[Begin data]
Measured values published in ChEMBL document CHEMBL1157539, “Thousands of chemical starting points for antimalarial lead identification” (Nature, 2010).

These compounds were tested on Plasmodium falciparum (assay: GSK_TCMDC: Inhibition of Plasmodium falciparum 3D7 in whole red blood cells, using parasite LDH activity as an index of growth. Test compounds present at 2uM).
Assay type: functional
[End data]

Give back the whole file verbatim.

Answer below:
Measured values published in ChEMBL document CHEMBL1157539, “Thousands of chemical starting points for antimalarial lead identification” (Nature, 2010).

These compounds were tested on Plasmodium falciparum (assay: GSK_TCMDC: Inhibition of Plasmodium falciparum 3D7 in whole red blood cells, using parasite LDH activity as an index of growth. Test compounds present at 2uM).
Assay type: functional